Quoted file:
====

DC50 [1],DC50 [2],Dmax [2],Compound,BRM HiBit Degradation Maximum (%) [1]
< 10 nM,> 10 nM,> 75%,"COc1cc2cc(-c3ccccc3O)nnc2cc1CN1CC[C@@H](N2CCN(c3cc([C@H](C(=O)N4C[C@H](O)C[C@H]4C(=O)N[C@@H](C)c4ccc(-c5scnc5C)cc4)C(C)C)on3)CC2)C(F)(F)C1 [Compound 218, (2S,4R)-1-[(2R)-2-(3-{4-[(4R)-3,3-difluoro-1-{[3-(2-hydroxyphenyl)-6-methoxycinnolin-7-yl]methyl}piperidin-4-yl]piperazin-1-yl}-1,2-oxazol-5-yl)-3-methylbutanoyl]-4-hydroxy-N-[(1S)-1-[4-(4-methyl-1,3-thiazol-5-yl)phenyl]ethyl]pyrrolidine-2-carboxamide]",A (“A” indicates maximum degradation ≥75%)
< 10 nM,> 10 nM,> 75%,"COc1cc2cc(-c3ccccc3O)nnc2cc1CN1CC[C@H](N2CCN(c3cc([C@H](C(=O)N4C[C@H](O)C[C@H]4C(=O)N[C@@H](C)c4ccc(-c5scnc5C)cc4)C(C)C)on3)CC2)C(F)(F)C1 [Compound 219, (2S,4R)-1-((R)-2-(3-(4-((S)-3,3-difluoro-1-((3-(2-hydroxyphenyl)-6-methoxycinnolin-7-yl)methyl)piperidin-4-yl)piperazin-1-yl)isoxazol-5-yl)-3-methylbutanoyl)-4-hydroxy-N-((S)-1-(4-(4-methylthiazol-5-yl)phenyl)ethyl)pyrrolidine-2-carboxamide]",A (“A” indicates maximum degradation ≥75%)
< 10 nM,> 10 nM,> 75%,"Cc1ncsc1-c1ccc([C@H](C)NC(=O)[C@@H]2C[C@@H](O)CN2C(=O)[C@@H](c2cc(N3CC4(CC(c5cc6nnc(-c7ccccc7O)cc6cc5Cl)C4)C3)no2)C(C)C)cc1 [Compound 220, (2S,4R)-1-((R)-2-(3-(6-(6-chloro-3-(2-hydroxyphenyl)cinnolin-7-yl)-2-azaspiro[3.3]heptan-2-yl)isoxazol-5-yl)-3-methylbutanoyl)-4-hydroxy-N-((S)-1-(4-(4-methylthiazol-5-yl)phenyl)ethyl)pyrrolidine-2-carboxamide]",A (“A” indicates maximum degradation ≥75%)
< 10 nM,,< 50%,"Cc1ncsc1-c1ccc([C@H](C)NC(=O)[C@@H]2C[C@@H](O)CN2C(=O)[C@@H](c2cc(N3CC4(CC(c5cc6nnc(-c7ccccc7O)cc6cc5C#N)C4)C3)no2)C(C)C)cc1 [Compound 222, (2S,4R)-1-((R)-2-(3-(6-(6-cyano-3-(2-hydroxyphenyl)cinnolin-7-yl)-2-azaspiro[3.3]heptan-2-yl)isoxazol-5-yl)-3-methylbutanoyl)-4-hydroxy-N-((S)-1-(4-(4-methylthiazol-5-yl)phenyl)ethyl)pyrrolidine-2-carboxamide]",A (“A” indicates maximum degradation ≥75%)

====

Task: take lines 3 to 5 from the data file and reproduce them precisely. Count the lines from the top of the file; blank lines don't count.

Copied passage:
< 10 nM,> 10 nM,> 75%,"COc1cc2cc(-c3ccccc3O)nnc2cc1CN1CC[C@H](N2CCN(c3cc([C@H](C(=O)N4C[C@H](O)C[C@H]4C(=O)N[C@@H](C)c4ccc(-c5scnc5C)cc4)C(C)C)on3)CC2)C(F)(F)C1 [Compound 219, (2S,4R)-1-((R)-2-(3-(4-((S)-3,3-difluoro-1-((3-(2-hydroxyphenyl)-6-methoxycinnolin-7-yl)methyl)piperidin-4-yl)piperazin-1-yl)isoxazol-5-yl)-3-methylbutanoyl)-4-hydroxy-N-((S)-1-(4-(4-methylthiazol-5-yl)phenyl)ethyl)pyrrolidine-2-carboxamide]",A (“A” indicates maximum degradation ≥75%)
< 10 nM,> 10 nM,> 75%,"Cc1ncsc1-c1ccc([C@H](C)NC(=O)[C@@H]2C[C@@H](O)CN2C(=O)[C@@H](c2cc(N3CC4(CC(c5cc6nnc(-c7ccccc7O)cc6cc5Cl)C4)C3)no2)C(C)C)cc1 [Compound 220, (2S,4R)-1-((R)-2-(3-(6-(6-chloro-3-(2-hydroxyphenyl)cinnolin-7-yl)-2-azaspiro[3.3]heptan-2-yl)isoxazol-5-yl)-3-methylbutanoyl)-4-hydroxy-N-((S)-1-(4-(4-methylthiazol-5-yl)phenyl)ethyl)pyrrolidine-2-carboxamide]",A (“A” indicates maximum degradation ≥75%)
< 10 nM,,< 50%,"Cc1ncsc1-c1ccc([C@H](C)NC(=O)[C@@H]2C[C@@H](O)CN2C(=O)[C@@H](c2cc(N3CC4(CC(c5cc6nnc(-c7ccccc7O)cc6cc5C#N)C4)C3)no2)C(C)C)cc1 [Compound 222, (2S,4R)-1-((R)-2-(3-(6-(6-cyano-3-(2-hydroxyphenyl)cinnolin-7-yl)-2-azaspiro[3.3]heptan-2-yl)isoxazol-5-yl)-3-methylbutanoyl)-4-hydroxy-N-((S)-1-(4-(4-methylthiazol-5-yl)phenyl)ethyl)pyrrolidine-2-carboxamide]",A (“A” indicates maximum degradation ≥75%)